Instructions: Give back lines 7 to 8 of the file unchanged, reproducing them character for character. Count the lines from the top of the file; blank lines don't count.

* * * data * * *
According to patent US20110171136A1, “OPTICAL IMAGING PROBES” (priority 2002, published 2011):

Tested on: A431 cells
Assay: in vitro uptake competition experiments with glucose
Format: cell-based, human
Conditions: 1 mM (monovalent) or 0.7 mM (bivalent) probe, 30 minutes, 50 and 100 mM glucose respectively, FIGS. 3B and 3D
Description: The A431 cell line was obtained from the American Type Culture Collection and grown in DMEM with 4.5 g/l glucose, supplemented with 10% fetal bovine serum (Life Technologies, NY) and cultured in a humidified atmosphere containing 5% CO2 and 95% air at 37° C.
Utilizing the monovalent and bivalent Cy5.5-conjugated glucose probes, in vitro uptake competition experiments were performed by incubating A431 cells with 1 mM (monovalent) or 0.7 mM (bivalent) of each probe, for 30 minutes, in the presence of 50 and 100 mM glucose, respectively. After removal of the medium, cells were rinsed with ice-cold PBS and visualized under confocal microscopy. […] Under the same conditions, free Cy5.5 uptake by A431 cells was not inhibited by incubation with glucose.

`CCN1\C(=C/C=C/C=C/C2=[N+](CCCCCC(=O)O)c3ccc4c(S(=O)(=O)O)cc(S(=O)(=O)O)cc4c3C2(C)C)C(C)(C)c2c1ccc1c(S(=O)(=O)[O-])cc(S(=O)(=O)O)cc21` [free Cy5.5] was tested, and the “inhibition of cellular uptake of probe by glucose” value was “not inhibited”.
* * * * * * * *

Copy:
Utilizing the monovalent and bivalent Cy5.5-conjugated glucose probes, in vitro uptake competition experiments were performed by incubating A431 cells with 1 mM (monovalent) or 0.7 mM (bivalent) of each probe, for 30 minutes, in the presence of 50 and 100 mM glucose, respectively. After removal of the medium, cells were rinsed with ice-cold PBS and visualized under confocal microscopy. […] Under the same conditions, free Cy5.5 uptake by A431 cells was not inhibited by incubation with glucose.

`CCN1\C(=C/C=C/C=C/C2=[N+](CCCCCC(=O)O)c3ccc4c(S(=O)(=O)O)cc(S(=O)(=O)O)cc4c3C2(C)C)C(C)(C)c2c1ccc1c(S(=O)(=O)[O-])cc(S(=O)(=O)O)cc21` [free Cy5.5] was tested, and the “inhibition of cellular uptake of probe by glucose” value was “not inhibited”.